Where megaliths were not considered merely as building material, they could be seen as connected to the spiritual and religious sphere and thus became part of a mythical landscape of supernatural beings and eventually a Christian cosmology (cf. Semple 1998). Many sites in the landscape are now associated with Christian folklore (Simpson 1986).

The Church and its theologians employed two main strategies to deal with prehistoric monuments. One strategy consisted of ascribing these stones to the Devil and consequently treating them as sites of evil. Perhaps because they had played a role in the ritual life of pagan communities, prehistoric monuments appeared as a symbol for paganism as such: "the god of one religion becomes the Devil of that which replaces it" (Grinsell 1976: 20). It may have been a consequence of such a 'diabolisation' (Roymans 1995: 15) that today a large number of megaliths and other sites in the landscape are named after the Devil, or connected with him in folktales.

The fact that megaliths in Medieval times have been ascribed to the Devil does not, however, automatically allow an interpretation of the stones as monuments of highly (negative) religious significance. Medieval Christianity embraced all aspects of life. Accordingly, something which is foreign to this society is foreign also in the religious sense. There is thus no need to assume any continuity of prehistoric religious cults or practices in order be able to call an ancient site 'pagan'. As Leslie Grinsell writes,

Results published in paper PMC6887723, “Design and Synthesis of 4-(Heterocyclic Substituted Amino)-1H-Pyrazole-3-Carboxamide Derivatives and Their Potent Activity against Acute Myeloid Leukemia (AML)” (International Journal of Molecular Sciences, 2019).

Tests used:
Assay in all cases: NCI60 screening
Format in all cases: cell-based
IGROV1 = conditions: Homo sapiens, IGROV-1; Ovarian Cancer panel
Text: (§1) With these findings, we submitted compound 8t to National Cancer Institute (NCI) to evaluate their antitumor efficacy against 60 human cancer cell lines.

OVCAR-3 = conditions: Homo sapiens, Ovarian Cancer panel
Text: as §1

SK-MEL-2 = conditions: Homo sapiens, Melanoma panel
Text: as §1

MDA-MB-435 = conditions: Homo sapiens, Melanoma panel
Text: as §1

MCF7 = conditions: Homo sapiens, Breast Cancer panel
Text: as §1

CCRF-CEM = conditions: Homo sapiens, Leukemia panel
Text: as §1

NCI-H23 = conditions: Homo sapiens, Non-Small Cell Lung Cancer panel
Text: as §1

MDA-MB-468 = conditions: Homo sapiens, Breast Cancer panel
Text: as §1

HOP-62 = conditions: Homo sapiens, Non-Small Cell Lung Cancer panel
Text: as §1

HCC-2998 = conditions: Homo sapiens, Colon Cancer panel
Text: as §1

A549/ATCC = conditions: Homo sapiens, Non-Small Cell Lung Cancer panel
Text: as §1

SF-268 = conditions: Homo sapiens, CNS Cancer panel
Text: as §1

"in many instances 'Devil' traditions ... merely indicate that the monuments to which they relate were constructed by a race unconnected with the present inhabitants" (1976: 21).

It is hardly surprising then that megaliths, too, were perceived as something foreign stemming from another time or another world unconnected with the present, e.g. the worlds of the Devil or of giants. Similarly, in early modern times prehistoric sites were occasionally perceived as directly connected to witchcraft (Grinsell 1973).

How the Christian Church dealt with pagan sites is partly reflected in the edicts of the early Church Councils. The canons of the Councils of Arles (443-452), Tours (567), Nantes (658), and Toledo (681 and 693), among others, contained passages that condemned worshipping at the pagan sanctuaries and encouraged the Bishops and all Christians to neglect, to hide, to desecrate, and even to destroy them, with the threat of excommunication for those who did not obey.